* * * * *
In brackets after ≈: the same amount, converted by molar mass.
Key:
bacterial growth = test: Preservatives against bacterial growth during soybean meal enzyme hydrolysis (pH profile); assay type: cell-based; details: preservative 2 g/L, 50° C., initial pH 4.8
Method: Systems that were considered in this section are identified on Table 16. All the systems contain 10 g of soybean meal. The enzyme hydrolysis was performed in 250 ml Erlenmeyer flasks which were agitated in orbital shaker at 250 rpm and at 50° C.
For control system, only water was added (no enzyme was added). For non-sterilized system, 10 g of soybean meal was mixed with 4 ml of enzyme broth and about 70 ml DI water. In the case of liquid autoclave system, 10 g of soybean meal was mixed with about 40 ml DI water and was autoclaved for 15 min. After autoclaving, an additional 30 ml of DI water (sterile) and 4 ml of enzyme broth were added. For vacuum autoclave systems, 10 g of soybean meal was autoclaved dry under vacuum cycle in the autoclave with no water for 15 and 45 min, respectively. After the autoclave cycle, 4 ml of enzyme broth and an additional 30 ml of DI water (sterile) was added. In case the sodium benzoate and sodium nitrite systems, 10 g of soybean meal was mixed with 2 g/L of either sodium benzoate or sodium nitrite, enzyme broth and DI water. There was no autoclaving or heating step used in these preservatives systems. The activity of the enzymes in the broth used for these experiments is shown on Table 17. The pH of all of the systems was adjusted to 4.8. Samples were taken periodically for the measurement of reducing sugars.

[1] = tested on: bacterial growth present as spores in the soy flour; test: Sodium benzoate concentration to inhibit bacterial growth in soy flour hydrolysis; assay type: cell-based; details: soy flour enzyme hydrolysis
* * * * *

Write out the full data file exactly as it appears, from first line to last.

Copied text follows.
In brackets after ≈: the same amount, converted by molar mass.
Key:
bacterial growth = test: Preservatives against bacterial growth during soybean meal enzyme hydrolysis (pH profile); assay type: cell-based; details: preservative 2 g/L, 50° C., initial pH 4.8
Method: Systems that were considered in this section are identified on Table 16. All the systems contain 10 g of soybean meal. The enzyme hydrolysis was performed in 250 ml Erlenmeyer flasks which were agitated in orbital shaker at 250 rpm and at 50° C.
For control system, only water was added (no enzyme was added). For non-sterilized system, 10 g of soybean meal was mixed with 4 ml of enzyme broth and about 70 ml DI water. In the case of liquid autoclave system, 10 g of soybean meal was mixed with about 40 ml DI water and was autoclaved for 15 min. After autoclaving, an additional 30 ml of DI water (sterile) and 4 ml of enzyme broth were added. For vacuum autoclave systems, 10 g of soybean meal was autoclaved dry under vacuum cycle in the autoclave with no water for 15 and 45 min, respectively. After the autoclave cycle, 4 ml of enzyme broth and an additional 30 ml of DI water (sterile) was added. In case the sodium benzoate and sodium nitrite systems, 10 g of soybean meal was mixed with 2 g/L of either sodium benzoate or sodium nitrite, enzyme broth and DI water. There was no autoclaving or heating step used in these preservatives systems. The activity of the enzymes in the broth used for these experiments is shown on Table 17. The pH of all of the systems was adjusted to 4.8. Samples were taken periodically for the measurement of reducing sugars.

[1] = tested on: bacterial growth present as spores in the soy flour; test: Sodium benzoate concentration to inhibit bacterial growth in soy flour hydrolysis; assay type: cell-based; details: soy flour enzyme hydrolysis